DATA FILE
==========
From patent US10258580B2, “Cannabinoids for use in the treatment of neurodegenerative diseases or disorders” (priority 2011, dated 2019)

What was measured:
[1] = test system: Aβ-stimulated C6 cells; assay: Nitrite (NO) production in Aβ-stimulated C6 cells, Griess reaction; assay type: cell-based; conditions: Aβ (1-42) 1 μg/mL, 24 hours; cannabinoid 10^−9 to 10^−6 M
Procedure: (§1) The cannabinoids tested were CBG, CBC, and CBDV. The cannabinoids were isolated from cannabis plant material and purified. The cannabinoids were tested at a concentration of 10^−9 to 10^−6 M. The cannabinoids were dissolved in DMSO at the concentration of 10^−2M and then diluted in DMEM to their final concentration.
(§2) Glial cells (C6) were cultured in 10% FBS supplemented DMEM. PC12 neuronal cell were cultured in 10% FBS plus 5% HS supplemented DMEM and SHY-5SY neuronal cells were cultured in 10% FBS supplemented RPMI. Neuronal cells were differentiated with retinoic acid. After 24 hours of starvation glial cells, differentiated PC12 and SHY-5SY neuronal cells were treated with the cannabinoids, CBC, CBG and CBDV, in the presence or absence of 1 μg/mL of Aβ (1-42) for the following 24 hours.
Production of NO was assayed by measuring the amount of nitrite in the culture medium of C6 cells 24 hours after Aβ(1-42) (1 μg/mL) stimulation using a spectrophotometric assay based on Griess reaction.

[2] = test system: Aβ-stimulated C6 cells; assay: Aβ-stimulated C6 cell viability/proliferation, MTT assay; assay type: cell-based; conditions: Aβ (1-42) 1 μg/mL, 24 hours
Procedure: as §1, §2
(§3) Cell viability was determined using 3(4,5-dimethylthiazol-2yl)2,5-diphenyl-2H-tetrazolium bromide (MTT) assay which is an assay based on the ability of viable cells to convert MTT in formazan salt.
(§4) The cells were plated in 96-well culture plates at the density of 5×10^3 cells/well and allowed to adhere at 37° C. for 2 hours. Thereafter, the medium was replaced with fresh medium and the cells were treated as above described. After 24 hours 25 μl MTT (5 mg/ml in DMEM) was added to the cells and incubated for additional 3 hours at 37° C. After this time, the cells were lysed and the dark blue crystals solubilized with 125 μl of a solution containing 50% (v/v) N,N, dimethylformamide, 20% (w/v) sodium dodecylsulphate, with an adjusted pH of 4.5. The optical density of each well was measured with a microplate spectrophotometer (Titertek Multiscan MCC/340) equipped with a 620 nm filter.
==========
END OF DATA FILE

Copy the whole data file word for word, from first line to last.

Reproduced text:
From patent US10258580B2, “Cannabinoids for use in the treatment of neurodegenerative diseases or disorders” (priority 2011, dated 2019)

What was measured:
[1] = test system: Aβ-stimulated C6 cells; assay: Nitrite (NO) production in Aβ-stimulated C6 cells, Griess reaction; assay type: cell-based; conditions: Aβ (1-42) 1 μg/mL, 24 hours; cannabinoid 10^−9 to 10^−6 M
Procedure: (§1) The cannabinoids tested were CBG, CBC, and CBDV. The cannabinoids were isolated from cannabis plant material and purified. The cannabinoids were tested at a concentration of 10^−9 to 10^−6 M. The cannabinoids were dissolved in DMSO at the concentration of 10^−2M and then diluted in DMEM to their final concentration.
(§2) Glial cells (C6) were cultured in 10% FBS supplemented DMEM. PC12 neuronal cell were cultured in 10% FBS plus 5% HS supplemented DMEM and SHY-5SY neuronal cells were cultured in 10% FBS supplemented RPMI. Neuronal cells were differentiated with retinoic acid. After 24 hours of starvation glial cells, differentiated PC12 and SHY-5SY neuronal cells were treated with the cannabinoids, CBC, CBG and CBDV, in the presence or absence of 1 μg/mL of Aβ (1-42) for the following 24 hours.
Production of NO was assayed by measuring the amount of nitrite in the culture medium of C6 cells 24 hours after Aβ(1-42) (1 μg/mL) stimulation using a spectrophotometric assay based on Griess reaction.

[2] = test system: Aβ-stimulated C6 cells; assay: Aβ-stimulated C6 cell viability/proliferation, MTT assay; assay type: cell-based; conditions: Aβ (1-42) 1 μg/mL, 24 hours
Procedure: as §1, §2
(§3) Cell viability was determined using 3(4,5-dimethylthiazol-2yl)2,5-diphenyl-2H-tetrazolium bromide (MTT) assay which is an assay based on the ability of viable cells to convert MTT in formazan salt.
(§4) The cells were plated in 96-well culture plates at the density of 5×10^3 cells/well and allowed to adhere at 37° C. for 2 hours. Thereafter, the medium was replaced with fresh medium and the cells were treated as above described. After 24 hours 25 μl MTT (5 mg/ml in DMEM) was added to the cells and incubated for additional 3 hours at 37° C. After this time, the cells were lysed and the dark blue crystals solubilized with 125 μl of a solution containing 50% (v/v) N,N, dimethylformamide, 20% (w/v) sodium dodecylsulphate, with an adjusted pH of 4.5. The optical density of each well was measured with a microplate spectrophotometer (Titertek Multiscan MCC/340) equipped with a 620 nm filter.